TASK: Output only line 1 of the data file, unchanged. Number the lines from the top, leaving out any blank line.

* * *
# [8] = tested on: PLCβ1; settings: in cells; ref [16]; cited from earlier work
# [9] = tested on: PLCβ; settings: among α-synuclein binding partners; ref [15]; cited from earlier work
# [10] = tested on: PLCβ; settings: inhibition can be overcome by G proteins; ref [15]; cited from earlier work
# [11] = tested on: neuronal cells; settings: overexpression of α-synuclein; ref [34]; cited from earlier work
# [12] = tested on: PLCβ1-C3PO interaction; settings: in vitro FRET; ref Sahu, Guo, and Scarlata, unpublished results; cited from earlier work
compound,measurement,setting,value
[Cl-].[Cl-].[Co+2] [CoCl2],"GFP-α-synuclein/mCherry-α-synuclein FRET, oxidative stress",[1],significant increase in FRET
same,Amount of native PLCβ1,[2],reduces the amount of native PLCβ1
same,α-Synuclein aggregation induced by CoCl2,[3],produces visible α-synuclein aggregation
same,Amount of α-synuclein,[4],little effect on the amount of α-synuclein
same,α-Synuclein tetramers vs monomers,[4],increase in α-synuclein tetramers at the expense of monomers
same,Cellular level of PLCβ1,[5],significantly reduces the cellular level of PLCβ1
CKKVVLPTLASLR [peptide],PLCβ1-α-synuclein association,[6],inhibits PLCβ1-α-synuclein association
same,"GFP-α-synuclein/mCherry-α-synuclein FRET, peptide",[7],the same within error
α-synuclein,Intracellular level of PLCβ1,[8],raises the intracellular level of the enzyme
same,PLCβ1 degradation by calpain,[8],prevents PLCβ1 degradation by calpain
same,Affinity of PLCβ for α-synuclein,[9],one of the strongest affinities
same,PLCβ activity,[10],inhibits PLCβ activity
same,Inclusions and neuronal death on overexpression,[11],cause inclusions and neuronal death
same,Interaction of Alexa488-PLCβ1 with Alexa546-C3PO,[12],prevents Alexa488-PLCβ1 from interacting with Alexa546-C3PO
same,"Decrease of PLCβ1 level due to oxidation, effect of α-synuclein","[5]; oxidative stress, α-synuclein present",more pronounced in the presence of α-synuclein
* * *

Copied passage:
# [8] = tested on: PLCβ1; settings: in cells; ref [16]; cited from earlier work